But because they’re made using EPS foam, they weigh less than an epoxy board, a wooden board, and even many composite boards.

Fair warning: EPS foam isn’t the most durable option around, so it’s typically used in SUPs for kids or beginner paddle boarders. However, you can find foam boards fairly inexpensive–a great “starter board” for any newbie paddler.

Composite Boards

At the highest end of the price/quality spectrum are the boards made using composite materials, including fiberglass and carbon fiber. 

Fiberglass paddle boards usually feature a high-density EPS core, and the exterior hard shell will be made using multiple layers of tough-but-lightweight fiberglass. (Note: some fiberglass boards will also have a coating of epoxy or polyester resin to add extra durability and waterproofing). 

A man and a woman paddle two Tahe Beach Performer TT SUPs.

Fiberglass is very lightweight, typically used in touring or racing boards. However, it’s a pricey material, so not often used in the more recreational styles of paddleboards.

Carbon fiber SUP boards are made using the ultra-lightweight carbon fiber, a material that is tougher than steel but weighs significantly less. It’s another high-priced material, typically used in only the higher-end stand up paddle board models. 

Carbon fiber is much more durable than fiberglass (which is prone to cracking, hence the use of polyester or epoxy resin reinforcement). It may be used in whitewater paddleboards as well as touring boards or top-of-the-line surf paddle boards. 

Inflatable Paddle Boards

Inflatable boards are all the rage these days, and with good reason!

They’re lightweight (roughly 50% the weight of an epoxy board), insanely compact (can fit in a bag roughly the size of a suitcase), and beautifully portable. The fact that they’re made using tough materials also gives them a surprisingly good longevity.

A white and orange inflatable SUP with a paddle on the water

As I mentioned above, many inflatable boards are made using a mixture of PVC and polycarbonate, which produces an ultra-tough material that can withstand impact, scrapes, and punctures nearly as well as hard epoxy or rotomolded polyethylene.

In fact, the latest-model inflatable SUP boards are tough enough for most applications–from surfing to touring to racing, anything short of whitewater paddleboarding.

However, because inflatable paddle boards are filled with air, they aren’t as good for certain applications, as you’ll see in the “Types of Stand Up Paddle Boards By Activity” section below.

In the last 3-5 years, more and more inflatable boards are being built using drop-stitching, a process that stitches the upper and lower halves of the material together using hundreds of individual threads. This lets you inflate the SUP to much higher pressure (which is easier with an electric pump) and get an incredibly tough board without adding significant weight. 

Soft Top Boards

Soft-top paddle boards can be pretty much any of the types of paddleboards above–plastic, hard epoxy, EPS foam, or composite–with one notable addition: a soft foam top deck.

This addition adds comfort (the soft foam is much spongier and offers better cushioning than a hard deck) and traction (more grip for your feet). 

A woman with a paddle sits on an inflatable paddle board on a lake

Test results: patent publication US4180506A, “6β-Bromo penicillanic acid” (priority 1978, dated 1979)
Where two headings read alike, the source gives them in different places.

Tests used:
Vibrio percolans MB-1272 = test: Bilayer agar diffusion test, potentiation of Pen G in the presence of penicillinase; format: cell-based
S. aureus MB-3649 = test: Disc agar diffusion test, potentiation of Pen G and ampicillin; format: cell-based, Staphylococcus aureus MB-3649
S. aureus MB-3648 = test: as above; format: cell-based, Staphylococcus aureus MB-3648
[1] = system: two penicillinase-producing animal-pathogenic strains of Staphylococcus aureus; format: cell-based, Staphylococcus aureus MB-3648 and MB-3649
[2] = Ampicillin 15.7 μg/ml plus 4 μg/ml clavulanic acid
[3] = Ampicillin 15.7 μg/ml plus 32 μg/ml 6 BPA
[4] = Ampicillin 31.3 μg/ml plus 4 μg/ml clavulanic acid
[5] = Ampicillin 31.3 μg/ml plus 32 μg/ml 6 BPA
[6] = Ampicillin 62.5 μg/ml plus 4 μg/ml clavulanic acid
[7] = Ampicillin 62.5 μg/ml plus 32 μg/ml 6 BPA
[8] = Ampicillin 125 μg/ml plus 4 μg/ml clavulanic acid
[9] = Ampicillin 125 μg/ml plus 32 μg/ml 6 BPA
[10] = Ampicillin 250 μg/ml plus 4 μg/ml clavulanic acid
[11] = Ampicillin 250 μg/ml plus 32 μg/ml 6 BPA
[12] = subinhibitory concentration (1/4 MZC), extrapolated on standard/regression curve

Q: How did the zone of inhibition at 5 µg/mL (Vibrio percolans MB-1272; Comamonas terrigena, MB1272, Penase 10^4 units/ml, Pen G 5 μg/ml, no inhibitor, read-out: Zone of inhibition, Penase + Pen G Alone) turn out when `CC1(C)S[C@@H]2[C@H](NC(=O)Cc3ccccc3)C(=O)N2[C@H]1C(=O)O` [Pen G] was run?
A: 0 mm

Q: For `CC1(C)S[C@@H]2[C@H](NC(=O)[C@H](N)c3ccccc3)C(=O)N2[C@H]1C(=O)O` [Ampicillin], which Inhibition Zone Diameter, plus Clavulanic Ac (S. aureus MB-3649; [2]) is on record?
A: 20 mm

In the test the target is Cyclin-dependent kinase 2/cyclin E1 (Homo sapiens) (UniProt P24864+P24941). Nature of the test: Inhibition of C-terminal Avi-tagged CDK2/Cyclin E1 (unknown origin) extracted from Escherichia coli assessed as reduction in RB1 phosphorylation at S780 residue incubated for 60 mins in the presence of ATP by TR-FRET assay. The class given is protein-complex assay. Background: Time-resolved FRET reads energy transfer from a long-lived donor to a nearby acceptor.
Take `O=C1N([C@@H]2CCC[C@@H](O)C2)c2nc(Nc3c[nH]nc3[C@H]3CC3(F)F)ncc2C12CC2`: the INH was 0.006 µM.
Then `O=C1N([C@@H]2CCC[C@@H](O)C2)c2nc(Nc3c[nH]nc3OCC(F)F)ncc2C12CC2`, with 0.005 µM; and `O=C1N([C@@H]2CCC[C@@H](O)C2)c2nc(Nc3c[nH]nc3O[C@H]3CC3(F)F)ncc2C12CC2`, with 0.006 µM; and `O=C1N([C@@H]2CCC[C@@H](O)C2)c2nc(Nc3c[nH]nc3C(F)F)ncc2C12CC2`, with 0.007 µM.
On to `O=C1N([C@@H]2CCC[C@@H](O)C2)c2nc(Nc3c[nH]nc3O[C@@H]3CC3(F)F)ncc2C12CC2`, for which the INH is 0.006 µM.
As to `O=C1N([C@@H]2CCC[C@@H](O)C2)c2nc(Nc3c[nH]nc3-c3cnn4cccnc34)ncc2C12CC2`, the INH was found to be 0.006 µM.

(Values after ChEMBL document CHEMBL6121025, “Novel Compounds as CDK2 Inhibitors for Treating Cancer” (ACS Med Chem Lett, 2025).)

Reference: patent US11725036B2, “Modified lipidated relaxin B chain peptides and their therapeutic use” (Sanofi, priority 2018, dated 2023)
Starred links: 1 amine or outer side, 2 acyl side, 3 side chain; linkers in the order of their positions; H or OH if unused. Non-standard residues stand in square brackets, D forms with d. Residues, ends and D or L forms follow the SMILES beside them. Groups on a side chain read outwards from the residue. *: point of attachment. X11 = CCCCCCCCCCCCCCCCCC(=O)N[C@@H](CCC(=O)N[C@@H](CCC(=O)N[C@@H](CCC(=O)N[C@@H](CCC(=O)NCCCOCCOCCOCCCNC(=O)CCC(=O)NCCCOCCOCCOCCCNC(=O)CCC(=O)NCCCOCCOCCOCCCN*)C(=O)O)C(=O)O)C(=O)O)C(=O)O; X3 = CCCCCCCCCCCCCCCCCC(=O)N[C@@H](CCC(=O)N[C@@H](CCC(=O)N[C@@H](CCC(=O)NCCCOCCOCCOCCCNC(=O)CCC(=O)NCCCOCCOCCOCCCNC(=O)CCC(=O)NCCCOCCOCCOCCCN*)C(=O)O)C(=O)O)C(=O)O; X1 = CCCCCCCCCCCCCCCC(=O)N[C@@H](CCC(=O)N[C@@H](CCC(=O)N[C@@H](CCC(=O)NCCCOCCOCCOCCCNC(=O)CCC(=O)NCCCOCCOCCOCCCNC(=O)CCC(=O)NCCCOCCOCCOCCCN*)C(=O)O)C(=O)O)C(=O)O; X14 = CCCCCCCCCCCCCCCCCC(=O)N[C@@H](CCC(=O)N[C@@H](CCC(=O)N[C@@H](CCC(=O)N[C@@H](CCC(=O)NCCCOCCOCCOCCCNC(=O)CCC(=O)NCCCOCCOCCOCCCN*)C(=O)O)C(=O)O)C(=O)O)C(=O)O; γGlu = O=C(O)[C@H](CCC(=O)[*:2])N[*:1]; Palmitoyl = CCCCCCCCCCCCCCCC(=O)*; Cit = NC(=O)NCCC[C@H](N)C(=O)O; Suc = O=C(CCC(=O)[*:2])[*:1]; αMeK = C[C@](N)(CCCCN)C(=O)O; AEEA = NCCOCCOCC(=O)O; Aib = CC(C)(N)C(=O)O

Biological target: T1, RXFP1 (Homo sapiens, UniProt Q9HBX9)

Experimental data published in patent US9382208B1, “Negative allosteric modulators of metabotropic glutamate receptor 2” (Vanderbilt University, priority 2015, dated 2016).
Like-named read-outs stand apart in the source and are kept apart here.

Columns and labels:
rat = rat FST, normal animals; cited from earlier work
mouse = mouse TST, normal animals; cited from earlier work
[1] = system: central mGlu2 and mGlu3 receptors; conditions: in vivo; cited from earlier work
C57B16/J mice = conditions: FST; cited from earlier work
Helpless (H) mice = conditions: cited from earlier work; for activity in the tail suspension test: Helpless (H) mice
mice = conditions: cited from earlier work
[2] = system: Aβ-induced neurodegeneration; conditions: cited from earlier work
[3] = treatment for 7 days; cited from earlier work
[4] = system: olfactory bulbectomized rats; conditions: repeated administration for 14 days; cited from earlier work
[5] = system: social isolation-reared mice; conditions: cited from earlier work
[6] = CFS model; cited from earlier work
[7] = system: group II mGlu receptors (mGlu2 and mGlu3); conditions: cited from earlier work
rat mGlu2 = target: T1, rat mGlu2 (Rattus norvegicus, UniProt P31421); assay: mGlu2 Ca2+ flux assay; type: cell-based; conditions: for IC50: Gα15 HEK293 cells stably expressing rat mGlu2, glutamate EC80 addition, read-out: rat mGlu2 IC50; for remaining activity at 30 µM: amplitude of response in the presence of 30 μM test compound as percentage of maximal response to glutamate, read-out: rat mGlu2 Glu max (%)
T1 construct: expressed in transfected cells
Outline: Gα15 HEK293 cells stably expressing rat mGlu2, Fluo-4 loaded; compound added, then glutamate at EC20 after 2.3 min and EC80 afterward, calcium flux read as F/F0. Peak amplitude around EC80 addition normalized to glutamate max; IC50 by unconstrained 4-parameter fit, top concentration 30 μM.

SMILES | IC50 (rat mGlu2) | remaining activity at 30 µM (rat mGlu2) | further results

In fact, the use of soft foam tops has become so popular that a significant percentage of the paddle boards on sale today feature this design.

Different Paddle Board Sizes

Paddle boards come in a fairly “standard” range of sizes. 


Solo boards will usually range between 9 and 12.5 feet long. These shorter boards are speedier and easier to maneuver. Many surf SUPs are short boards, as are many recreational boards. 


Tandem boards will usually range between 10 and 13 feet long. The extra length ensures that the board has sufficient volume to handle the weight of two passengers.

However, many medium-length boards are designed for one-person use. Most Yoga SUPs are of medium length, as are boards built for heavier paddlers. 

Long Boards

Long boards, typically used for long-distance touring, are usually longer than 12.5 feet. Some models are as long as 16 feet!

Longer boards will be less maneuverable but offer more stability and storage space than shorter boards–both of which are crucial for long-distance racing or touring.

Kids Boards

A boy in a green PFD paddles a stand up paddle board

Paddleboards for kids will usually be around 8 feet long, though some can be as short as 6 feet in length. Kids tend to be lighter, so a kids board doesn’t require as much volume or as high as weight capacity. They also usually have planing hulls and may be a wider board to provide stability. 

SUP Hull Types

Most SUPs feature one of two hull types:

Planing Hull

A planing hull is typically designed for flatwater paddling, recreational use, SUP Yoga, and whitewater paddler. This hull is very wide and flat, similar in design to the classic surf board shape. The hull shape makes it ride on top of the water and gives it excellent maneuverability. 

Displacement Hull

A displacement hull features a pointed front end (nose or bow) and a sharper hull shape designed to slice through the water–the nose displaces water, pushing it aside, to create a faster, sleeker ride.

Paddleboards with displacement hulls also tend to track better, which is why they’re used for long-distance touring and racing paddleboards. Though they sacrifice maneuverability, they require less effort to paddle, so you can paddle longer or faster without tiring. 

Types of Stand Up Paddle Boards By Activity

Finding the right type of paddle board for your specific activity is important–after all, it could be foolhardy (and even dangerous) to try and take the wrong paddle board into the wrong conditions.

For example, trying to cross vast expanses of open ocean on a recreational stand up paddle board, or taking an inflatable paddleboard whitewater kayaking.

No, to be smart and safe, you want to choose the right board for the right activity. 

All-Around/Recreational Paddle Boards

Recreational paddleboards are built for all-around leisure use. They’re the perfect option for paddleboarding on a calm lake or river, or for paddling around a bay, inlet, or quiet coastal waters.

Because they feature a flat, planing hull, they’re the perfect solution for stand up paddleboarding down narrow rivers or creeks where you have to make sharp turns, but the current isn’t too strong.